I’ve long loved trees.


When I was a kid, I can remember trying to decide which I preferred: deciduous or conifer.


Well, deciduous are great because they sprout tiny leaves that grow into bigger leaves, change from green to gold or red or brown, and then fall to regrow in just a few (not that short) months.

But conifer. Conifer remain. Sun. Rain. Sleet. Wind. They are Always. Smell so good against a bright, clean expanse of snow. And pinecones! Who doesn’t love pinecones?



Aside from some weird seemingly in-betweens (looking at you, juniper; what ARE you, yew?) for which I couldn’t always identify the correct team (scientists could tell you, I bet, should you distract ’em long enough from the argument about camels), I decided deciduous and conifer had a pretty good competition going on. Satisfying in that winless way.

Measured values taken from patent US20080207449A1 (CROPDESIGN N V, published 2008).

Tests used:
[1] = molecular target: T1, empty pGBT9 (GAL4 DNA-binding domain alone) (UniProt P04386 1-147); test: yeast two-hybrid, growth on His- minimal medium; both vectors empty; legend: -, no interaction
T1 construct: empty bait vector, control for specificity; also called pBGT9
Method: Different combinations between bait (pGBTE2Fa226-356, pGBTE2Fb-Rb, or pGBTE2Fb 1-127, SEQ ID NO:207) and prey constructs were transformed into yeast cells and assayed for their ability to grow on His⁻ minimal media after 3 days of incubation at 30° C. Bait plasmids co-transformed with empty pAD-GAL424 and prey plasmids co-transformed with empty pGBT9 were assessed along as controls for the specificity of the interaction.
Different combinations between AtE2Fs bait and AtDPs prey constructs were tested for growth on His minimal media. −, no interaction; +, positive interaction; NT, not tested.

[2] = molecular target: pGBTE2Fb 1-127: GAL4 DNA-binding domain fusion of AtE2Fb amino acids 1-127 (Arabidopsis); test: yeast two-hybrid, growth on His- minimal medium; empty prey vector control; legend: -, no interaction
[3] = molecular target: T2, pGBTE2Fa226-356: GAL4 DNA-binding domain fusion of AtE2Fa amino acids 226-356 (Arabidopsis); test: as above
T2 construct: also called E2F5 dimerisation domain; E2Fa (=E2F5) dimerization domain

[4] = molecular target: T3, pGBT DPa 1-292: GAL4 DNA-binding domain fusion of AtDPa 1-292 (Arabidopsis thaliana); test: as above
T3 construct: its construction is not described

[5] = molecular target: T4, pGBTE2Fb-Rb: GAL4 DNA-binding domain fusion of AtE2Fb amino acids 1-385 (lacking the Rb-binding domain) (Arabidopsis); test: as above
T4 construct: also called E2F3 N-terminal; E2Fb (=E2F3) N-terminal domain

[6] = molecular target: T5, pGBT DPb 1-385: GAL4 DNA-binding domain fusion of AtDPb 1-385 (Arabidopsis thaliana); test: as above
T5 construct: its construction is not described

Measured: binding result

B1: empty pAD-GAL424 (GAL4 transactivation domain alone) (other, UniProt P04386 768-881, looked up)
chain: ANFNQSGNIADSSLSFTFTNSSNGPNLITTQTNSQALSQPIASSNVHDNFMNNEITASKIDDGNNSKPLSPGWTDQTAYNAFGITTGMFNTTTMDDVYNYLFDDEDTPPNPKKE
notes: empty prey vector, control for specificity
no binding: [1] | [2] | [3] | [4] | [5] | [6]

All these years later, I haven’t truly picked a side. Though I have favorites, like a pin oak at the edge of a church parking lot near where I live, and the Arboretum pines.


They take twenty minutes to a half hour to reach, walking, but worth it! The pines, and firs, and weird in-betweens can be found just over Bussey Hill. A collection of big, stout, expansive, narrow, prickly, soft, smooth and otherwise not-yet-discovered (by me). When I have the spare hour, I wander to see what’s new, to smell sap and tar and soil. To discover what I’d forgotten since my previous visit.